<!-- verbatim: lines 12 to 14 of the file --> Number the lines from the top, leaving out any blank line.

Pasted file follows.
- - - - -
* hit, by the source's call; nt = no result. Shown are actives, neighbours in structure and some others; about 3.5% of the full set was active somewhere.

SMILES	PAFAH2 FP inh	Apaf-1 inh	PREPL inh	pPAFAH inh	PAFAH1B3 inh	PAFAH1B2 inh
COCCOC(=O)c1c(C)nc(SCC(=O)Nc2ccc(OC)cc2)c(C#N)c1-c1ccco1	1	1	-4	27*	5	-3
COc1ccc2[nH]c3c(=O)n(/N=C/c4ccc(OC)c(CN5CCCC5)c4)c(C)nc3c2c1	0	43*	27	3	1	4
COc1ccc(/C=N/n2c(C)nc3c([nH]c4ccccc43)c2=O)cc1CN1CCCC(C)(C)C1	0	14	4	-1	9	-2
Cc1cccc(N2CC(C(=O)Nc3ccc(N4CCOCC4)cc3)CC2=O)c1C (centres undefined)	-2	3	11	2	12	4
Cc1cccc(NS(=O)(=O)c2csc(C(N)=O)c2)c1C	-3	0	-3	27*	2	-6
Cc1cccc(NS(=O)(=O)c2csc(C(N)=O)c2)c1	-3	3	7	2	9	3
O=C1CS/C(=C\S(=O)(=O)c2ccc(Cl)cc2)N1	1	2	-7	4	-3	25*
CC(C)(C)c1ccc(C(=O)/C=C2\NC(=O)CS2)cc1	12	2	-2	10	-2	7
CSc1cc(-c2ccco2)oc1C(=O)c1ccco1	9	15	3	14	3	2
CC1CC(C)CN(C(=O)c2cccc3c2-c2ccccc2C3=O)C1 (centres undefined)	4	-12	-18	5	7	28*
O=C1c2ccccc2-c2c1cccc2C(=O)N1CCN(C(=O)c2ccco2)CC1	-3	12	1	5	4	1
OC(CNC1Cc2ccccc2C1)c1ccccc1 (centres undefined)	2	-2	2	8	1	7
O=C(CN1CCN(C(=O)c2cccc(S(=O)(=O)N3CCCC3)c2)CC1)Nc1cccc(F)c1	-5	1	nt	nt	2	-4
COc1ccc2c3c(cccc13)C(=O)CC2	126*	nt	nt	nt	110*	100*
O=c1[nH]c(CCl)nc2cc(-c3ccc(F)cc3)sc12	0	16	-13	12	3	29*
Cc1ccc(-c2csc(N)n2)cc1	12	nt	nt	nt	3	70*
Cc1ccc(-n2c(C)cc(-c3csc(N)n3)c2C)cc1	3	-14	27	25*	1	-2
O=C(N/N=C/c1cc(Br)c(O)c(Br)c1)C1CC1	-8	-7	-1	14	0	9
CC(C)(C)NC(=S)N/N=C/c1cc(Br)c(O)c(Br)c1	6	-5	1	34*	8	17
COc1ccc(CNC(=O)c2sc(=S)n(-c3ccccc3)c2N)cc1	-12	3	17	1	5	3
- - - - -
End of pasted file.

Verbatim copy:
CC1CC(C)CN(C(=O)c2cccc3c2-c2ccccc2C3=O)C1 (centres undefined)	4	-12	-18	5	7	28*
O=C1c2ccccc2-c2c1cccc2C(=O)N1CCN(C(=O)c2ccco2)CC1	-3	12	1	5	4	1
OC(CNC1Cc2ccccc2C1)c1ccccc1 (centres undefined)	2	-2	2	8	1	7